When we arrived at the church we were lucky in that there were no tour buses or visitors about. The bad news was that the priest was not there, and the Custodian came out of her office at 11:15 AM announcing that she was off to lunch and if we wanted to wait around for an hour she would be happy to show us the church.
We thanked her and proceeded to walk around the beautiful undulating stone and white stucco church. In the graveyard behind the church we came across the grave of a World War II veteran freshly decorated with flags and on the church wall a shrine in honor of the Laguna Indians who had lost their lives in that war. It reminded us of the Indians’ patriotism even though they didn’t have the right to vote at that time.
From the terrace at the back of the church, we were staring out at the breath-taking landscape below when an Indian carrying a flute appeared and asked if we had seen the church. We told him that it was locked and so we would not be able to see it on this visit. He replied that he would take us in.
Clearly delighted at the opportunity to educate the tourists, he snuck into a back entrance and opened the main church doors for us. He then proceeded, for the next hour, to tell us not only the history of the church but also his life story.
In 1680 the Southwest Pueblos, in a rare gesture of solidarity, joined forces and threw out the Spanish. Twelve years later, however, the Spanish returned and reclaimed the territory. By the end of the century the Laguna pueblo had built a mission church and requested their own priest who clearly was there to convert all from their, supposedly, heathen ways.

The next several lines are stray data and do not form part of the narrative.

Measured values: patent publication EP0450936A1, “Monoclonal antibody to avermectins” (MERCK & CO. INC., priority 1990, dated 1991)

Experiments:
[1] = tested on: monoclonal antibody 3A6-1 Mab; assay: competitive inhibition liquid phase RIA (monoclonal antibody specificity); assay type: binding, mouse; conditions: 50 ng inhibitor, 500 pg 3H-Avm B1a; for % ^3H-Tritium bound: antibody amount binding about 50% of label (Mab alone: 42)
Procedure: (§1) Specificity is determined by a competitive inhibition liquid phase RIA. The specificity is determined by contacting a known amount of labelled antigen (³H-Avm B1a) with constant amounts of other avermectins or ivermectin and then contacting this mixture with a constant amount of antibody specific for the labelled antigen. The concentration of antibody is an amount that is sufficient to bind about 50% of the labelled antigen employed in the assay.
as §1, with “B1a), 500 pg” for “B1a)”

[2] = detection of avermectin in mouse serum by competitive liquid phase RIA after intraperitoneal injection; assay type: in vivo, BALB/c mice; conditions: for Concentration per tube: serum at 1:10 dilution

We were in this very church dedicated to San Jose or St. Joseph, patron saint of the Spanish New World. Though original, it had gone through frequent renovation and re-decoration.
The Indian designs on the side walls were all of recent vintage but the altarpiece with St. Joseph was painted in 1808-1809 by the Laguna Master.
Our guide’s name was Alfred Pinot and his card said "Laguna Artist, ornaments, pottery, murals, eggs". He had been introduced to the church as an altar boy over 30 plus years ago. His mother had not been religious but he brought her to the church and over time she became devoted to Kateri Tekakwitha or Catherine Tekakwitha, a 17th Century Mohawk-Alogonquin Indian who converted early to Catholicism and has been beatified. Our guide’s mother believed her prayers before the figure of the Blessed Kateri, that stands beside the altar rail, made possible their move to a wonderful new home.
Like many Native Americans our guide had some problem thinking in a linear fashion and his story twisted and turned until he got to his goal of playing on his flute a song that he had written. To our relief the Native American composition was melodious and it sounded wonderful in the church.
We came away feeling that we had experienced a rare blend of cultures, and young Joshua received an introduction to the Southwest that he could not have found in a book.
*Disclaimer: We strictly adhered to the rules of the Pueblo and did not take photos. The ones shown here were found on Google Images and Wikimedia.